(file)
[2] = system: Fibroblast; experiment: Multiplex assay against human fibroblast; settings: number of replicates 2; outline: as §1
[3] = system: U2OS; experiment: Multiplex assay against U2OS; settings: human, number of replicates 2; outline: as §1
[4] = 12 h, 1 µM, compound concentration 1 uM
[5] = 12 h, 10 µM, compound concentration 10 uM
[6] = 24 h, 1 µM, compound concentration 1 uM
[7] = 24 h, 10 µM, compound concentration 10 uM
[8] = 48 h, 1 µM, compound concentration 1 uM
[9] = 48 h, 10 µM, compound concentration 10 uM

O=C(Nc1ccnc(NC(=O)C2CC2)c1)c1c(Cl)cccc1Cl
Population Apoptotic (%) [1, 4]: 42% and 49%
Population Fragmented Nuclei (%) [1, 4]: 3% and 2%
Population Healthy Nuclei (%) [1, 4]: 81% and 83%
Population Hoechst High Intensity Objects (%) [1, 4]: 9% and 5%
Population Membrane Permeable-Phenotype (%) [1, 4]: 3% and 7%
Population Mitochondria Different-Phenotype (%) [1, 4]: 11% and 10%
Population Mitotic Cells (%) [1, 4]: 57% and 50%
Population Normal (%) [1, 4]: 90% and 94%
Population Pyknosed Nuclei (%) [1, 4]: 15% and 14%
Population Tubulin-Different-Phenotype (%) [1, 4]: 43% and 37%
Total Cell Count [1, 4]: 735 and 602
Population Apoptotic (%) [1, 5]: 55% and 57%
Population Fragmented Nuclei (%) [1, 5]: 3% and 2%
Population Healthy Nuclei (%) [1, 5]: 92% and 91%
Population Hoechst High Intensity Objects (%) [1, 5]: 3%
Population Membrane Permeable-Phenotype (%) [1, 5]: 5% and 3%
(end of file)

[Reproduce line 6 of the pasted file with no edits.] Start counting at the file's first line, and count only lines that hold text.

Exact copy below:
[7] = 24 h, 10 µM, compound concentration 10 uM